“We the native Americans reclaim the land known as Ft. Lawton in the name of all American Indians by right of discovery.” 

The claim was also based on U.S. Indian treaties that promised that surplus military lands would be reverted to their original owners. Later, Whitebear delivered a copy of this statement to city offices, including their intent to establish a center for Native American studies, a university, a center for ecology, a school, and a restaurant.  

“Any single one of our groups is too small to have a voice. But we found out that when they combined their voices, they could get a lot done. So the Asian community, the Black community, the Hispanic community and the native community came together to support each other on so many fronts.”
--Randy Lewis, Coville Elder

“Don’t give up on your dreams. Always walk in the way of your people. Walk in the way of your people. Remember the sacrifices they made so that you could have a life. And they sacrificed a lot.”
— Randy Lewis, Coville Elder

Resistance to the Claim

Whitebear and other activists spent several weeks occupying the area outside Fort Lawton called “Resurrection City.” Newspapers shared the developing story of their protests, inspiring Seattle residents to send letters both for and against the activists’ demands. 

Eventually, Whitebear and a group of UIATF members flew to Washington, D.C. to make their case to a congressional committee. In 1970, they successfully petitioned the Bureau of Indian Affairs to put an administrative freeze on the site, temporarily preventing the city from acquiring it. This forced the city into negotiations that lasted for months. In November 1971, the opposing groups at long last reached an agreement that provided the UIATF with approximately 17 acres of land on a 99-year, renewable lease from the city. Though this was less land than they’d advocated for, it would allow them to build a large cultural center. The agreement was signed and executed on March 16, 1972.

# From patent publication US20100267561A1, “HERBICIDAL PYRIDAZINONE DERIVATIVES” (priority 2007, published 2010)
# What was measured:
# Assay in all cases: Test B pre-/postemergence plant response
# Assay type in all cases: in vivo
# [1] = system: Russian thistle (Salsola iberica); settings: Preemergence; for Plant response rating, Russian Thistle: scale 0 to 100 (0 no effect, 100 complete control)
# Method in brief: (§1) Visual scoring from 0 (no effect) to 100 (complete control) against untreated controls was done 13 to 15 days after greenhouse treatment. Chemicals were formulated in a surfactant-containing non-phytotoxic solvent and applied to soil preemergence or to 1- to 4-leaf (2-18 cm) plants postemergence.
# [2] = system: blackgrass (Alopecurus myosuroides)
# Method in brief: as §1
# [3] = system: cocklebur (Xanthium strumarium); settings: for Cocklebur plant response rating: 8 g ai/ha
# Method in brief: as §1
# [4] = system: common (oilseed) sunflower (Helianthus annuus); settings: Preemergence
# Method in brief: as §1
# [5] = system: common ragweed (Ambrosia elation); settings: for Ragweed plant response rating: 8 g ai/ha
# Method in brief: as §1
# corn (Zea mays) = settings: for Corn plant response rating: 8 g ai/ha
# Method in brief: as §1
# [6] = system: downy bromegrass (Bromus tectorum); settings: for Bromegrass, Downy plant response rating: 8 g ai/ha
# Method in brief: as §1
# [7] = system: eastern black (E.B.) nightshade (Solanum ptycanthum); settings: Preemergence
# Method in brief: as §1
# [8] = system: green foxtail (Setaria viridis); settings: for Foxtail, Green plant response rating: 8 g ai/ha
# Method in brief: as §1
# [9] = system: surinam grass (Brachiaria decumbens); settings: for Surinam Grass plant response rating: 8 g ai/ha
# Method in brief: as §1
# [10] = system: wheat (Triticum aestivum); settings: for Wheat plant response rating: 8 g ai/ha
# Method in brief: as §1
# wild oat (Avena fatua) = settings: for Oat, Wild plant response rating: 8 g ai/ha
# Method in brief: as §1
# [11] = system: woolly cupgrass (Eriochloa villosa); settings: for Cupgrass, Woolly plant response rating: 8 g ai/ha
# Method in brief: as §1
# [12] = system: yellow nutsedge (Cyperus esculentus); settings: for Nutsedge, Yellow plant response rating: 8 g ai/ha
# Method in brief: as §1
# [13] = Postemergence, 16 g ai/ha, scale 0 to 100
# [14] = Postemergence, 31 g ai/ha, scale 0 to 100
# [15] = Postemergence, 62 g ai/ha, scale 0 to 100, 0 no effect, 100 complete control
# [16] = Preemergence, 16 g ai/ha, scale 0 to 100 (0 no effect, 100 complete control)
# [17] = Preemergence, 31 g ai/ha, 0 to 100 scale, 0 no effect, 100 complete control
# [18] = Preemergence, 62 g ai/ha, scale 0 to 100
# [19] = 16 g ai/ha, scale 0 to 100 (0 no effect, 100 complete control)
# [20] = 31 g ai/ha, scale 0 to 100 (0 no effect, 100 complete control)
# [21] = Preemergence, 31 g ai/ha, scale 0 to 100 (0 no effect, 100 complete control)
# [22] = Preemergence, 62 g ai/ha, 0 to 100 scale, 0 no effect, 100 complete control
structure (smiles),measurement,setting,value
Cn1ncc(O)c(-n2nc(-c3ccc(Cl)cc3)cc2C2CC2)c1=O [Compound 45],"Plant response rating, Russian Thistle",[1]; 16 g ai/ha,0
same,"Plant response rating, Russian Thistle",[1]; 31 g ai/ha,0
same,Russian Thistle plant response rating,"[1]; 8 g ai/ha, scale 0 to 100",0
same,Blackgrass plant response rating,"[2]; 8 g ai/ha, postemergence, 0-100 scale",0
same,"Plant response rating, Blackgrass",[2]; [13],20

Once they’d won the land, the hard work of designing, planning, and building could commence. The project would be funded by public and private sources, with numerous volunteers contributing to the effort. It would take several years to complete, but in 1977, the Daybreak Star Indian Cultural Center opened its doors for the first time.  

Daybreak Star Today

Nearly half a century later, Daybreak Star Indian Cultural Center remains the headquarters of the UIATF, providing the Native American community with a wide range of social and community services. The center also welcomes people of all backgrounds to visit, where they can view a permanent collection of Native art and rotating exhibits in its Sacred Circle Gallery, learn about Native culture, and shop for art, home goods, and other items at the Sacred Circle Gift Shop. Its annual events are open to the public, including recurring art markets and a celebration of Indigenous Peoples’ Day in October. The United Indians’ Seafair Indian Village Powwow, a three-day summer event showcasing dancing, music, cooking, jewelry-making and more, attracts more than 15,000 people from near and far. 

Elsewhere in Seattle, there are many places to honor and learn about local Native culture, including museums, cultural centers and art galleries downtown. Beyond city limits there is even more to see, such as the Suquamish Museum located in Suquamish territory, just a short ferry ride from Seattle. 

Unsettled Territory celebrates the often untold, yet evocative, moments that have helped to shape Seattle’s cultural heritage.
We invite you to come and explore.